which strongly suggests the 35/1.8.
    Even 35mm might not be wide enough
    - the new Sigma 30/1.4 Art might be
    what you are looking for - it just costs
    as much (or more) than the two
    Nikkors together. The Nikkor 28/1.8
    costs even more but doesn't seem to
    be doing too well on DX anyway.

    Personally, I would not go for an f/2.8
    lens if my main purpose was shooting
    indoors at low light. It's the difference
    of shooting at ISO 4000 or even ISO
    6400 vs ISO 1600 (with f/1.8 or f/1.4,
    respectively).
     
  20. You guys have definitely convinced me to go with either the 35mm or 30mm. Thank you for all the thoughtful replies.
     
  21. Bokeh is important to me because I shoot up close to most subjects and want the most attractive background blur I can achieve.​
    i have the 35/1.8 and the 30/1.4 I, as well as a tokina 35/2.8 macro (which is discontinued but worth tracking down on the used market for its superior build, better close-focus, and easy-peezy MF switch).
    the 35/1.8 is pretty sharp and very compact. For $200, it offers great bang for the buck performance, and is small enough to fit in a shirt pocket. so it's great as a just-in case lens when you dont have a lot of room in your bag. you're expecting a lot,however, if you also want it to have great bokeh and no optical flaws.
    the 30/1.4 renders more detail than the 35/1.8 and has great bokeh for a normal lens. the corners never quite get sharp and coma can be an issue, but it has a lot of character if used right. it doesnt focus particularly close, however, which IMO is a bigger flaw than the poor corner performance. for indoor use, there is a big difference, well a noticeable difference anyway, between 30mm and 35mm. basically, the 30/1.4 is worth the extra money if you're trying to decide between that and the 1.8.
    the 35/2.8 is the sharpest of all three and focuses super-close. it's sharper at 2.8 than either of the other two. its bokeh is at least as good as the sigma, and subject isolation shots really pop at close magnification. however, it's the least-used out of the three for me, because of the slower aperture. i suspect the 40/2.8's performance will be very similar to the tokina's, except it doesnt focus as close and its not as wide.
    if bokeh is high on your list, then we're back to the 30/1.4 or 40/2.8, because the 35/1.8 is not gonna cut it in that department. but, here's the thing: bokeh is very subjective. a 2.8 macro and a 1.4 normal lens have different characteristics. even though the tokina 35 is drop-dead sharp and awesome bokeh is achievable at close range, the ability to just take backgrounds out with wide apertures and shoot in extreme low-light at normal shooting distances with the 30/1.4 opens up a lot of creative possibilities. the backgrounds are defocused enough so that the main subject stands out in comparison, even though the macro lens is technically sharper and capable of rendering more detail. so it kind of comes down to how much available light you have and how close you'll be shooting. if you dont need to be within a foot of your subject, but more, say at environmental portrait length, then the 30/1.4 is a better choice. also if fast AF is anywhere on your list of priorities (although the tokina 35 is surprisingly pretty snappy until you get past 1:2). if you're mainly photographing still subjects at close range in less than extremely-poor lighting conditions, the macro lens is the better option.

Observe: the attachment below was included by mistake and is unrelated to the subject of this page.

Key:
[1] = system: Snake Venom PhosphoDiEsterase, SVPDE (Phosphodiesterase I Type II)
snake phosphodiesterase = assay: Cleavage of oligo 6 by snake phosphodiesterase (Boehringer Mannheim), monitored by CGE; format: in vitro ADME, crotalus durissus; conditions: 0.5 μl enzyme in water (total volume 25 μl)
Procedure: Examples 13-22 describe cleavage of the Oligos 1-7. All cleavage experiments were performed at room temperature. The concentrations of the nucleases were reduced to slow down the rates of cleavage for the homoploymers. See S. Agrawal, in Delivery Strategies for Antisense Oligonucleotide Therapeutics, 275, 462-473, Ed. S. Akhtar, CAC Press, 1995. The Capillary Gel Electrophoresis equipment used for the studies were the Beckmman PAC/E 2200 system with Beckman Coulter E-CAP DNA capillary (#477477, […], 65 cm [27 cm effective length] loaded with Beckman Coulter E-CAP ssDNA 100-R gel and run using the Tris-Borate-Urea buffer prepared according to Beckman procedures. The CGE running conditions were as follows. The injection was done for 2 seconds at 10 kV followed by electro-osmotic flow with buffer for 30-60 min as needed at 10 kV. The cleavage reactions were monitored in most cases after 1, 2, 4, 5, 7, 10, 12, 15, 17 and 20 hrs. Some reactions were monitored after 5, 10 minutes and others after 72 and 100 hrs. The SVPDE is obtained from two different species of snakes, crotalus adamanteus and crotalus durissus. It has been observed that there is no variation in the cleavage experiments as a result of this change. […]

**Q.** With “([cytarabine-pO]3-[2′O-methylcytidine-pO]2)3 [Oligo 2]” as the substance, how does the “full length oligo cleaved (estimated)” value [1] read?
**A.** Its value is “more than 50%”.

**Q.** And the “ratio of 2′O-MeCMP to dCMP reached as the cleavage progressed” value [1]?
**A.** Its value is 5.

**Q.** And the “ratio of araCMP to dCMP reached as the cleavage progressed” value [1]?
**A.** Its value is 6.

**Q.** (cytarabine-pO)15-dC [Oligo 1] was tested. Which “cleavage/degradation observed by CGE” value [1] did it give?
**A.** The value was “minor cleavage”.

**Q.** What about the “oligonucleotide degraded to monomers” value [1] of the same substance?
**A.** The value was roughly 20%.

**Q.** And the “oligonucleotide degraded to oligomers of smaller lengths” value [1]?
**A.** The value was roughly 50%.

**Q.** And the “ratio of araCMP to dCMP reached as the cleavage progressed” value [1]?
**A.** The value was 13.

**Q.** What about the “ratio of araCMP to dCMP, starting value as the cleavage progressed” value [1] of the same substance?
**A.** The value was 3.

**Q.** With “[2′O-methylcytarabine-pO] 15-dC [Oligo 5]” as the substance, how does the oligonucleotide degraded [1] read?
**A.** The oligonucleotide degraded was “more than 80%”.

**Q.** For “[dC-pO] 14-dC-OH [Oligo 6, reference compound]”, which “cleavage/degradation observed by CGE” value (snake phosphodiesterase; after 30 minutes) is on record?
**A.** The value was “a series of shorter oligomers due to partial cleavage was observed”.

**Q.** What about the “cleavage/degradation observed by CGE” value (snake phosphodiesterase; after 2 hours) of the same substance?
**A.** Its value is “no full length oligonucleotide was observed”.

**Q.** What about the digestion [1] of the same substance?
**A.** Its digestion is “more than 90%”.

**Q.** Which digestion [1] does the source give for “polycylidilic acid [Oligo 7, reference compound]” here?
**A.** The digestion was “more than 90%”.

00cMq3-545355984.jpg
     
  22. Just for completeness - the new 35/1.8 FX might also be an option - though at $600 it's even more expensive than the Sigma 30/1.4 Art. The Nikkor's performance on both DX and FX is an unknown though at this point.
     
  23. Dieter and Eric: Thanks for the additional information, all very helpful. And you're absolutely right, bokeh is subjective. And it's something I don't want to compromise on if I don't have to. The Sigma 30mm 1.4 is a very attractive option except for some of the focusing issues I keep reading about. It's gonna come to me getting my hands on any one of these lenses and shooting with it. If I don't like it I can always just sell it.
     
  24. I just purchased a Nikon 35mm f2. The
    more time I spend researching and
    looking the less time I spend shooting.
    Thanks for all the great input.
     
  25. Eric,
    I got the same situation as yours. I bought Nikon 35mm f/2D for street photography for several weeks, but still wondering and searching a lot in some forums to find out which lens is better to get: Nikon 35 1.8 ED or Sigma 35 1.4 DG? The more time I spend on the Internet, the less time I spare for shooting on the streets :) (as you said).
    By the way, I want to use it mostly for street photography. I viewed many photos taken by Sigma 35 1.4 DG, Nikon 35 1.8 DX... that people posted onto Flickr and saw those photos are good but not really "amazing" and "tack sharp" as I expected. So street photos are street photos; they need much more things than just only a good piece of glass.
     
  26. Quick update. I ended up buying the 40mm 2.8G as well. I spent about three weeks with this lens and the 35mm f2 I purchased. In the end I kept the 35mm f2 and sent the 40mm back. Both were great lenses but the 35mm was just a tad faster to autofocus especially in lower light situations. And I also noticed in all test shots that the 40mm was slighty darker overall and I had to make adjustments to lighten it up. As far as bokeh goes which was a big factor for me if you read some previous comments, the only difference I noted was with any light spots on the 40mm they were rounded and generally more attractive then the 35mm's which were slightly octagonal. But the better low light performance was the kicker in the end. Plus I plan on re purchasing a used F100 to play around on and the gelded lens definitely won't work for that. Thanks for all the great input.
     
  27. You can use a G lens on an F100. It has the same lens compatibility as an FX digital - G, AFS, VR, D, AI, all work the same. I used to use a 50mm 1.8G and a Tamron 70-300 that's their equivalent on G on mine. A DX lens on an F100 is a problem, though.